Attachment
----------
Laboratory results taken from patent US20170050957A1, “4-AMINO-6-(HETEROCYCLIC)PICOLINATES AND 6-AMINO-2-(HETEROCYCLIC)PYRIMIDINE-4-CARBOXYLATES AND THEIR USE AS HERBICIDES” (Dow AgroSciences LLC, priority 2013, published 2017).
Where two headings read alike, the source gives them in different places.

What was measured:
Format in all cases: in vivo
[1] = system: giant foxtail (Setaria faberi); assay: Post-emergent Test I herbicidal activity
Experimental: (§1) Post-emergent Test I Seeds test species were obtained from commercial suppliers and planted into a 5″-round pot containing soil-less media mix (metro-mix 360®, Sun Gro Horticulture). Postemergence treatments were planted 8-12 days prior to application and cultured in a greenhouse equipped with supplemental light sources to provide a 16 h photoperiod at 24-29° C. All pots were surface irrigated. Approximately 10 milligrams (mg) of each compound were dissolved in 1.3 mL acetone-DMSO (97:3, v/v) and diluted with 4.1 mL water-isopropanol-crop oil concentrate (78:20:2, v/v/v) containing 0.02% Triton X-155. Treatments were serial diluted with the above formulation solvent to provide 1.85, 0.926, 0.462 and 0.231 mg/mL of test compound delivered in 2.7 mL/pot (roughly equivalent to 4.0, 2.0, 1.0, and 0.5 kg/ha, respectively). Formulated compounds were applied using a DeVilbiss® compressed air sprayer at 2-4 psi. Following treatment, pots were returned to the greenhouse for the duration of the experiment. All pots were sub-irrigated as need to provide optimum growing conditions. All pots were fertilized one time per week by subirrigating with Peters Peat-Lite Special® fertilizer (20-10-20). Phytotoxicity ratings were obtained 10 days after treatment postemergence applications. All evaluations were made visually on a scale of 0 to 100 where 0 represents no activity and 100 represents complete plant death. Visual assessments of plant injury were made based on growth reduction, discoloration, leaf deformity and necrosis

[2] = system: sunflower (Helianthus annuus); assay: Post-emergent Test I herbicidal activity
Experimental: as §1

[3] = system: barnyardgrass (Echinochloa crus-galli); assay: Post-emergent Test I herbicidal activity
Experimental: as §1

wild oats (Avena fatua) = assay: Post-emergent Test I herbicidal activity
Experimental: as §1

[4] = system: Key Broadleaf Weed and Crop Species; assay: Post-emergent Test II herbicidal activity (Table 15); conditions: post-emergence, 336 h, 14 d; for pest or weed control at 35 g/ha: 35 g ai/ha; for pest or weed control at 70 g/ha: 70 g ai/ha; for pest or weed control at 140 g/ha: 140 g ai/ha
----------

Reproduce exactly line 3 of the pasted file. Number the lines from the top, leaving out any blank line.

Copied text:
What was measured: